Tuesday, March 01, 2005

Will new aviation technology save lives?

The last several years have seen vast changes in the technology available for light aircraft cockpits. An example is the Garmin G1000 pictured above. It's a fully integrated instrumentation and navigation suite, a "glass cockpit" with capablity approaching that of the Q400 I fly. Solid-state accelerometers replace old vacuum-driven gyros for attitude and heading reference, and GPS technology shows the pilot precisely where the airplane and programmed course are. Terrain, traffic, and weather can all be shown on the large multi-function display. These are all things that've been trickling into small planes the past several years, but you've never seen them integrated like this in anything less than a $20 million airliner or business jet. The crazy part is that all this capability isn't much more expensive than the 1960's technology it replaces.

So what we're seeing is nothing less than a revolution in the cockpit of today's light aircraft. There is no doubt pilots will love having all this technology at their fingertips. My only question is: will it make flying safer? My guess is that in the long run, it will not.

My reasoning is this: the majority of GA accidents are caused by lapses in judgement. New technology will provide pilots with a plethora of information, but will not magically provide pilots with the judgement to use that information in the safest manner possible.

As an example: controlled flight into terrain (CFIT) accounts for a large percentage of accidents in IMC (instrument conditions). Pilots flying with the G1000 will be able to see exactly where the terrain is relative to their position - therefore sharply reducing CFIT accidents. Will this terrain depiction, however, lower the total accident rate? Pilots kill themselves in large numbers by flying into instrument conditions they've not been trained for (VFR into IMC). It seems likely that having precise terrain information will entice many pilots to fly into weather scuzzier than what they'd normally venture into, increasing the number of accidents due to VFR pilots losing control in instrument conditions.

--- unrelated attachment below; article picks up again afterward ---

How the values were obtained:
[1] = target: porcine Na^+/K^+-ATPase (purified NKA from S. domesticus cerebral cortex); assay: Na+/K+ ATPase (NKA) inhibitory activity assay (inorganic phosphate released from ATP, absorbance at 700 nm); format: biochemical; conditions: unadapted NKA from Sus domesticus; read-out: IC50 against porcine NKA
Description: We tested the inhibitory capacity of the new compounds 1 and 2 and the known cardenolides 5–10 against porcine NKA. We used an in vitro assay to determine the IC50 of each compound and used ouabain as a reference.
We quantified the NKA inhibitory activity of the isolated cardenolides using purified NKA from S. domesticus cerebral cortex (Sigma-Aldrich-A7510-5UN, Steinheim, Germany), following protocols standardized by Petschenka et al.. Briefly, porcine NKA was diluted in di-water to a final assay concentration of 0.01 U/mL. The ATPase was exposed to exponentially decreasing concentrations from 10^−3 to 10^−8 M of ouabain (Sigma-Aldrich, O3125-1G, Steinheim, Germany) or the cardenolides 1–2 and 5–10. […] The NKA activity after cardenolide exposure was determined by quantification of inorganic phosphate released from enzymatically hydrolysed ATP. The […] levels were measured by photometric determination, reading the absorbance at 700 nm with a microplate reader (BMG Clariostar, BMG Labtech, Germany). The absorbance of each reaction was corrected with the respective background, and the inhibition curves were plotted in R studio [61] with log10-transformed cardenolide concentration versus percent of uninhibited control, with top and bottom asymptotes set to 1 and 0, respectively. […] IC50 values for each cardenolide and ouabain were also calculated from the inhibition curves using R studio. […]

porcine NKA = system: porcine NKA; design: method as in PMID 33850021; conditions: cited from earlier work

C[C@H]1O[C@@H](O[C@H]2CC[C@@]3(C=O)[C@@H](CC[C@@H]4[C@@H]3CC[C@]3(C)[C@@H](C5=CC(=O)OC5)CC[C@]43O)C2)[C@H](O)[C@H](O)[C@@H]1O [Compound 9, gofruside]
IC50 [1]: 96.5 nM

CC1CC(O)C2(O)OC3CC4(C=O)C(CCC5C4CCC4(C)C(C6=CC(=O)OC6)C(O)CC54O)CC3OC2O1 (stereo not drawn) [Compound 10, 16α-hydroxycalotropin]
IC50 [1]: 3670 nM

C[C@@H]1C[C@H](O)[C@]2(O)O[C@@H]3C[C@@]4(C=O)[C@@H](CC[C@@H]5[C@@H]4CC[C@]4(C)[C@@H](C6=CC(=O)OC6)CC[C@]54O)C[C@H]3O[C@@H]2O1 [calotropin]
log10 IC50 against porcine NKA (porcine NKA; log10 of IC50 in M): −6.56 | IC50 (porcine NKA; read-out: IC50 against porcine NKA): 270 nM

Likewise, having downlinked weather radar and lightning strike information is a very useful thing. However, it may well embolden the owner of an aircraft lacking onboard radar to go fly on days he'd normally leave the plane in the hangar. Suddenly visual avoidance and giving thunderstorms a wide berth doesn't seem so important when you can see on your MFD that the heavy rain starts right there. Pilots may find themselves taking chances they'd never take before, which will lead to an increase in aircraft utility - but also an increase in the cases where pilots pay the ultimate price for a lack of caution.

Having traffic avoidance equipment can be invaluable in busy parts of the country. My first summer flight instructing in the Los Angeles basin, I had no less than fifteen near-misses with other aircraft. Still, having TCAS or the equivalent is not foolproof: keep in mind that there are many airplanes out there lacking transponders, which will not show up on your traffic avoidance equipment. Nonetheless, those of us using it tend to be lulled into a false sense of security, and our traffic scan is nowhere near where it should be at low altitudes. Overall the use of this equipment will probably decrease the number of mid-airs, but others will take place because nobody had their eyes outside the airplane.

In short, I think the new technology is a wonderful thing, but it will not make you safer - and the sooner you recognize that, the safer you'll be. The reason so many light aircraft crash is not inadequate technology - it's inadequate pilots. Sure, buy the nicest avionics suite you can afford, and use it - but seek out the best training, learn your equipment's limitations, know your own limitations, and fly conservatively. It's the way airline pilots fly, and the reason we've acheived such a good safety record.